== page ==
CAIRO — The chaotic scenes and defiant shouts that marked the opening of Mohammed Morsi’s trial Monday suggest that Egypt’s military-backed government may face a long struggle to bring the deposed Islamist president and his Muslim Brotherhood to heel.
Emerging from four months in captivity at a military base near Alexandria, Morsi, on trial for inciting murder, faced the judge from inside a specially constructed defendants’ cage, loudly declaring that he did not accept the legitimacy of the court proceedings. The judge adjourned the case until Jan. 8.
The ousted leader, eschewing the white prison-issued garb of his fellow defendants, wore a dark jacket and open-necked shirt instead.
“I am the legitimate president!” he shouted again and again, sometimes drowning out the judge, according to official media reports and courtroom eyewitness accounts. A wild melee broke out between Morsi’s foes and backers inside the courtroom, with rival spectators hurling shoes at each other, a grave insult in the Muslim world.
The presiding judge, Ahmed Sabry Youssef, twice called recesses when raucous chanting made it impossible to continue. Opponents of the former leader, including some Egyptian journalists who had been allowed inside with press credentials, shrieked: “Execute him! Execute him!” Morsi could face the death penalty if convicted.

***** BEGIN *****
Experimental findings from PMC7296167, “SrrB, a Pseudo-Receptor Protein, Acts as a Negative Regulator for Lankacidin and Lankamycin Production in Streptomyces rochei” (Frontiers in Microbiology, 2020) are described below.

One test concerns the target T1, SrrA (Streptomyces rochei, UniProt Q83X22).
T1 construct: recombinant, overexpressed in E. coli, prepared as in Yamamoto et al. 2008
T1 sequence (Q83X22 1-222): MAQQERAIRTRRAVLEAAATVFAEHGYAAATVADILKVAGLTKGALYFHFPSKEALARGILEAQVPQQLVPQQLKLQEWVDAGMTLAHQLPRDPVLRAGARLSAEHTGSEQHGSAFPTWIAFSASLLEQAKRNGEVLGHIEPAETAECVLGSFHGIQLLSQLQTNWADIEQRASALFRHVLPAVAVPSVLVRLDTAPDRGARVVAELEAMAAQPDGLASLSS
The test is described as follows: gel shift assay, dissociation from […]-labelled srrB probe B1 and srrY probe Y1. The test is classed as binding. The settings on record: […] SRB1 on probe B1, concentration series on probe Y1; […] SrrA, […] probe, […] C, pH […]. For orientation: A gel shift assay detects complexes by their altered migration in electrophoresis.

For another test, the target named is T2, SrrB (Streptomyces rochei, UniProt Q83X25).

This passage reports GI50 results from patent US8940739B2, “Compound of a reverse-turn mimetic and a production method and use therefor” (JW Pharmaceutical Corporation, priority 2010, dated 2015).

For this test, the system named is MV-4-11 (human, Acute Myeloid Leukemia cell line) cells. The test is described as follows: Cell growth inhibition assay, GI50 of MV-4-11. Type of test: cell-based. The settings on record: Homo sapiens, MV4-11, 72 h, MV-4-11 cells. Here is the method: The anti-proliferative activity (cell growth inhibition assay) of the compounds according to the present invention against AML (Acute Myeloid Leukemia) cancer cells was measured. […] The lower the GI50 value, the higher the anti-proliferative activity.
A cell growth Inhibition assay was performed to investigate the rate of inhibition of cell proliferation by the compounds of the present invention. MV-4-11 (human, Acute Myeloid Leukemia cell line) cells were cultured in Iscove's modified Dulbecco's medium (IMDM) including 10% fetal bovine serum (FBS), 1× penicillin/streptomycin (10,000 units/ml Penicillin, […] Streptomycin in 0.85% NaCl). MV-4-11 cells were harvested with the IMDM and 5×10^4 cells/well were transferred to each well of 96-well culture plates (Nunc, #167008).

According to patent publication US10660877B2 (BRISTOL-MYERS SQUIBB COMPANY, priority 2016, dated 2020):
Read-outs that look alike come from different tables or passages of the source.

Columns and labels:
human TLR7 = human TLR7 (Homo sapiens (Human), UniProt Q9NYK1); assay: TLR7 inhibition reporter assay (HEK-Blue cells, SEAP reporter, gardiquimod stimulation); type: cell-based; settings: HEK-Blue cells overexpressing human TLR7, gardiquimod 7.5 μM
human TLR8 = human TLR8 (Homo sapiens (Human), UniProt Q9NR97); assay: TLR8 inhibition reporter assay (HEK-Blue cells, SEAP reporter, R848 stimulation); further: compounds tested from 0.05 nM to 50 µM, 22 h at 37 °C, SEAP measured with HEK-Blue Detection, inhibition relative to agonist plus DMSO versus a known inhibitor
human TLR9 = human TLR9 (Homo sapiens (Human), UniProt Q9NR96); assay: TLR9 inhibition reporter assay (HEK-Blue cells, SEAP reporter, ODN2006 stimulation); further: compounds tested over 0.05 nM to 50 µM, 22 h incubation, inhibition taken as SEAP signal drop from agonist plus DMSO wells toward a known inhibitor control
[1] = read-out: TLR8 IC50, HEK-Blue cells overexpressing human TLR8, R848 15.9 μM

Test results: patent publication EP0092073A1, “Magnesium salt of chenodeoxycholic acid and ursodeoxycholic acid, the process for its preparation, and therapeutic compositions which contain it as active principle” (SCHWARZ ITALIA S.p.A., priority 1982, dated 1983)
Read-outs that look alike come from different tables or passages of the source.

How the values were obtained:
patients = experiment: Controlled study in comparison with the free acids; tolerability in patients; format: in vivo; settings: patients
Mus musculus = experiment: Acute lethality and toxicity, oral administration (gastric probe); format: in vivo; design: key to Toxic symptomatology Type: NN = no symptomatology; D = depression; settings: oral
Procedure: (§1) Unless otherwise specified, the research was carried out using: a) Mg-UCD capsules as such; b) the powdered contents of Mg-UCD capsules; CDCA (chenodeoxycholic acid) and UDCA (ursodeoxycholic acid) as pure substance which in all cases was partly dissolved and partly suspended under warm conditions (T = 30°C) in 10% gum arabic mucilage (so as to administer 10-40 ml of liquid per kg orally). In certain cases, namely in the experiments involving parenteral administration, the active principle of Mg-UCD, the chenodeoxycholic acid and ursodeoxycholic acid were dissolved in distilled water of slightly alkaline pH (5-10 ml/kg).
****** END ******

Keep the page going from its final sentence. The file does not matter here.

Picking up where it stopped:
Outside the heavily fortified police academy that housed the makeshift court, Morsi’s supporters gathered in a dusty no-man’s land, prevented by rolls of barbed wire and rows of police from getting too close to the compound’s outer walls. “Down with military rule!” they shouted in voices hoarse with passion. They also yelled denunciations of Gen. Abdel-Fattah el-Sissi, the army chief who brought Morsi down in a coup July 3.
Moving amid a forest of TV trucks, the ex-president’s partisans maneuvered into camera range to flash the four-fingered salute, alluding to the name of the Cairo mosque complex where hundreds of Morsi backers were killed by security forces in August, which has become a signature of the pro-Morsi protest movement.
The trial venue was moved at the eleventh hour to the police academy, whose location on Cairo’s eastern outskirts made it more difficult for demonstrators to reach. Tear gas was fired to break up larger demonstrations elsewhere in the capital, and flashpoints such as Tahrir Square were cordoned off by troops in armored personnel carriers.
The court session was not televised live, but state TV later showed scenes of the deposed president arriving and in the courtroom with the audio muted. Access to the proceedings was strictly controlled; even some lawyers, clutching letters of permission to attend, were barred from entering.